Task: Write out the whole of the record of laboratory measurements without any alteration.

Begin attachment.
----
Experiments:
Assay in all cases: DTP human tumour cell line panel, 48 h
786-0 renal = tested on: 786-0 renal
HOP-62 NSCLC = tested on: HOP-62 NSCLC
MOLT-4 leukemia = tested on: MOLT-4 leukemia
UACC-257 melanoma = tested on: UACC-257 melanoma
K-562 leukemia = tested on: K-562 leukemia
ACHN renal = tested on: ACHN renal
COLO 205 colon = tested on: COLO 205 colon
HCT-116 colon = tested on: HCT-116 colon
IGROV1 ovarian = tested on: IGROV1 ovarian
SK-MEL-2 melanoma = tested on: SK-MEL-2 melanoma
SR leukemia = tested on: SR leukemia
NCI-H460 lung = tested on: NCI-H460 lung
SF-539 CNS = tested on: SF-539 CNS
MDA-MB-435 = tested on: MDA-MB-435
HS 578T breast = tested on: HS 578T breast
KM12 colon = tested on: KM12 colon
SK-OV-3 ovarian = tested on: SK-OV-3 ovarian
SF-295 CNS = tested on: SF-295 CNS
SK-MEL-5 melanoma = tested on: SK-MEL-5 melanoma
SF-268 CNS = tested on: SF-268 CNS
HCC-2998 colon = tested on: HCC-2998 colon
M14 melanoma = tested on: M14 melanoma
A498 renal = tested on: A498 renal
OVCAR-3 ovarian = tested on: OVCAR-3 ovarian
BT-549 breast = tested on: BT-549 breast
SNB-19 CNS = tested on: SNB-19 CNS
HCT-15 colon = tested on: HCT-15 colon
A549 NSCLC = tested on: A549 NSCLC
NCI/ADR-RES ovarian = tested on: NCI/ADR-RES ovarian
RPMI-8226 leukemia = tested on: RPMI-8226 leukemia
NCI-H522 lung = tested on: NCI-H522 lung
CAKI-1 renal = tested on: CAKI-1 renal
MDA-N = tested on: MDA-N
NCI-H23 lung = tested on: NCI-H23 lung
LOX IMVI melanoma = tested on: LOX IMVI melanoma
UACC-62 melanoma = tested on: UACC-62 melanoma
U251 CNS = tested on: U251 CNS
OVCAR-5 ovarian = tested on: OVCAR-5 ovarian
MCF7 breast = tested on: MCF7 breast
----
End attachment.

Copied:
Experiments:
Assay in all cases: DTP human tumour cell line panel, 48 h
786-0 renal = tested on: 786-0 renal
HOP-62 NSCLC = tested on: HOP-62 NSCLC
MOLT-4 leukemia = tested on: MOLT-4 leukemia
UACC-257 melanoma = tested on: UACC-257 melanoma
K-562 leukemia = tested on: K-562 leukemia
ACHN renal = tested on: ACHN renal
COLO 205 colon = tested on: COLO 205 colon
HCT-116 colon = tested on: HCT-116 colon
IGROV1 ovarian = tested on: IGROV1 ovarian
SK-MEL-2 melanoma = tested on: SK-MEL-2 melanoma
SR leukemia = tested on: SR leukemia
NCI-H460 lung = tested on: NCI-H460 lung
SF-539 CNS = tested on: SF-539 CNS
MDA-MB-435 = tested on: MDA-MB-435
HS 578T breast = tested on: HS 578T breast
KM12 colon = tested on: KM12 colon
SK-OV-3 ovarian = tested on: SK-OV-3 ovarian
SF-295 CNS = tested on: SF-295 CNS
SK-MEL-5 melanoma = tested on: SK-MEL-5 melanoma
SF-268 CNS = tested on: SF-268 CNS
HCC-2998 colon = tested on: HCC-2998 colon
M14 melanoma = tested on: M14 melanoma
A498 renal = tested on: A498 renal
OVCAR-3 ovarian = tested on: OVCAR-3 ovarian
BT-549 breast = tested on: BT-549 breast
SNB-19 CNS = tested on: SNB-19 CNS
HCT-15 colon = tested on: HCT-15 colon
A549 NSCLC = tested on: A549 NSCLC
NCI/ADR-RES ovarian = tested on: NCI/ADR-RES ovarian
RPMI-8226 leukemia = tested on: RPMI-8226 leukemia
NCI-H522 lung = tested on: NCI-H522 lung
CAKI-1 renal = tested on: CAKI-1 renal
MDA-N = tested on: MDA-N
NCI-H23 lung = tested on: NCI-H23 lung
LOX IMVI melanoma = tested on: LOX IMVI melanoma
UACC-62 melanoma = tested on: UACC-62 melanoma
U251 CNS = tested on: U251 CNS
OVCAR-5 ovarian = tested on: OVCAR-5 ovarian
MCF7 breast = tested on: MCF7 breast